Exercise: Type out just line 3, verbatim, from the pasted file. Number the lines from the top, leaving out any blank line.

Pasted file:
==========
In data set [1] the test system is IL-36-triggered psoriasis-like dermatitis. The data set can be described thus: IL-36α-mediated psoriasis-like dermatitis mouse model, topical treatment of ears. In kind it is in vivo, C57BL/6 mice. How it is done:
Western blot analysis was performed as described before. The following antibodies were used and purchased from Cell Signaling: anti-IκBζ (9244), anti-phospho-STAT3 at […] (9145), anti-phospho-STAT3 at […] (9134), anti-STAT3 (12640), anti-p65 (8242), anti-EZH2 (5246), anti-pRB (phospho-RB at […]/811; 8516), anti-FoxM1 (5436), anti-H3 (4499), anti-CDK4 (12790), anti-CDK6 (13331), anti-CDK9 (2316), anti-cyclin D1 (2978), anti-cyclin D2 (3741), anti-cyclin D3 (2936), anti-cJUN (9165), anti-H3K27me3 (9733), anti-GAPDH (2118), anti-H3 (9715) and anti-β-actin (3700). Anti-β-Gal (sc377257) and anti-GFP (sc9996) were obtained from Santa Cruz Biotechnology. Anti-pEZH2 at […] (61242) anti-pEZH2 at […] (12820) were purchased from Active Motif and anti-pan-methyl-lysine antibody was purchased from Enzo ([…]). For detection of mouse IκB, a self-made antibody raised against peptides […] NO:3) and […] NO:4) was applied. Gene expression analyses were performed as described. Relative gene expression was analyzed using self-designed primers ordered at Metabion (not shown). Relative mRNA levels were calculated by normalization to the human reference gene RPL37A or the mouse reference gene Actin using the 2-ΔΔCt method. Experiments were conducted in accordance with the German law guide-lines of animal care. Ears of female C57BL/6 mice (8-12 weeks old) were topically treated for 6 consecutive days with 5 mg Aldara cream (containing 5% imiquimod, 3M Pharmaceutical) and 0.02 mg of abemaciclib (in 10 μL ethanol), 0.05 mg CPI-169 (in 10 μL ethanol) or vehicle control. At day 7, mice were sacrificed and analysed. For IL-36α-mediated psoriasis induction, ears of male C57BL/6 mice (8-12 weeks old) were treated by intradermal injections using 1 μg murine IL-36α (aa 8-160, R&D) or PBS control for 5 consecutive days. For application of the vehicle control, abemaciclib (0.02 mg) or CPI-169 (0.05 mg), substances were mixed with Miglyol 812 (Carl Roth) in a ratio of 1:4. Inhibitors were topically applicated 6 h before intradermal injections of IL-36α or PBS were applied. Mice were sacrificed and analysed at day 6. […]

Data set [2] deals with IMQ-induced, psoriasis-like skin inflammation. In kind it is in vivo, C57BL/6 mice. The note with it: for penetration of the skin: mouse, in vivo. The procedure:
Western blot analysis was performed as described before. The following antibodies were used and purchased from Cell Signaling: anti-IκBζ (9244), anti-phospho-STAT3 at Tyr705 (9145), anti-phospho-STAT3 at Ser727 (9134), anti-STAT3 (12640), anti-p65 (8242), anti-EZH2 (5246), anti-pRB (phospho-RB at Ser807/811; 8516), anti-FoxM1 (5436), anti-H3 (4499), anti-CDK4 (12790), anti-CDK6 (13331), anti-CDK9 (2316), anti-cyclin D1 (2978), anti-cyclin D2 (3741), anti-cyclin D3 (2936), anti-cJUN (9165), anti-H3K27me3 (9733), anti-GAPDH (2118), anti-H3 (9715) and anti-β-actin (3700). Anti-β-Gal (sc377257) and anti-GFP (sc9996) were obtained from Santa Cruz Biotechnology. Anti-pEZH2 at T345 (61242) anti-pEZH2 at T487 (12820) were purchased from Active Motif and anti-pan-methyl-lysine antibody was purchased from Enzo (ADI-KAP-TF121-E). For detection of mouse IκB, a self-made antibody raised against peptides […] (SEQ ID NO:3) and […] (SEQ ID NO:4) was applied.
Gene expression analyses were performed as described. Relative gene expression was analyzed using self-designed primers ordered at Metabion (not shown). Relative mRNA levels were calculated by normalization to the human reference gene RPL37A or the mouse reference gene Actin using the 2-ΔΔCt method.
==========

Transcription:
Data set [2] deals with IMQ-induced, psoriasis-like skin inflammation. In kind it is in vivo, C57BL/6 mice. The note with it: for penetration of the skin: mouse, in vivo. The procedure: